“There are no workers, but there’s a huge demand. The economy has picked up, but the market is so thin, that we just can’t find them. We’ve gone to extraordinary means to find people that will actually work, including going to the local county jail and recruiting people to work from inside the jail,” Fredrich said.
The booming economy and the worker shortage have pushed wages up — way up, in many cases.
Wisconsin’s private-sector wages grew on average by 5.7 percent in the first five months of 2018, according to Census Bureau data. That compares to 2.7 percent for the entire U.S. Last year alone Wisconsin median household income rose more than $1,000 to about $59,300, according to the Census Bureau. The state averaged a 3.6 percent increase in earnings, compared to the national average of 2.8 percent.
Wages are up, too, because manufacturing is back in the Badger State. The critical sector, decimated in Wisconsin over a generation, is expanding and hiring again. According to the state Department of Workforce Development:
* Wisconsin ranked 5th nationally in percentage growth in the state’s manufacturing industry from July 2017 through July 2018, and 2nd in the Midwest.
* Wisconsin’s addition of 21,300 manufacturing jobs from July 2017 to July 2018 ranked 2nd nationally, and 1st in the Midwest.
“That’s important … manufacturing jobs are well-paying jobs, with wages and compensation from fringe benefits that are about 50 percent higher than average wage and benefits from other sectors in our state,” Manley said. “I think that says a lot of very positive things about our economy, and I think that has helped drive a lot of the wage growth in our state.”
Wisconsin’s economic turnaround has much to do with policies coming out of Madison over the past eight years. Walker and the Republican-controlled Legislature cut taxes by more than $8 billion, $3.56 billion of that in property tax cuts. The “taxes budget line” is one of the Household Survival Budget categories in the United Way’s study, along with the necessities of housing, food, health care, and transportation.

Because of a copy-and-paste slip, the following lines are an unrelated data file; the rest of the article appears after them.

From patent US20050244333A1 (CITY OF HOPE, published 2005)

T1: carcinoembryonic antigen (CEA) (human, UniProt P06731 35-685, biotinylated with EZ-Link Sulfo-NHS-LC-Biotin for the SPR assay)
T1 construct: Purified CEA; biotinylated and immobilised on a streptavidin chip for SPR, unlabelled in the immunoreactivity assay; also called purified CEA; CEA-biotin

Taxes are a burden on households that tax-and-spend politicians don’t care to talk about much, particularly for those living above the poverty line but still struggling to make ends meet. Tax cuts in Wisconsin and at the federal level have further bolstered personal income, Manley said, because workers everywhere are keeping more of what they’ve earned.
Health care costs are a key component of the household budget, and premiums and co-pays have soared in the Obamacare era, as regulation-strapped insurers exit the marketplace.
Look for Evers to continue to push the United Way figure — 870,000 households facing financial instability — to further push the left’s big-government policies, from Medicaid expansion to a $15 minimum wage.
Manley said such policies are a good way to cool Wisconsin’s hot economy, and the gains the state has made in reducing poverty and rising wages. In short, to hurt the people big-government measures are supposed to help.
“Market forces caused wages to go up in most cases far beyond the minimum wage or what some of our friends on the left believe should be the minimum or living wage,” Manley said. “It’s much better than the federal or state government stepping in.”
M. D. Kittle is an investigative reporter for the MacIver Institute. This story is reposted with permission.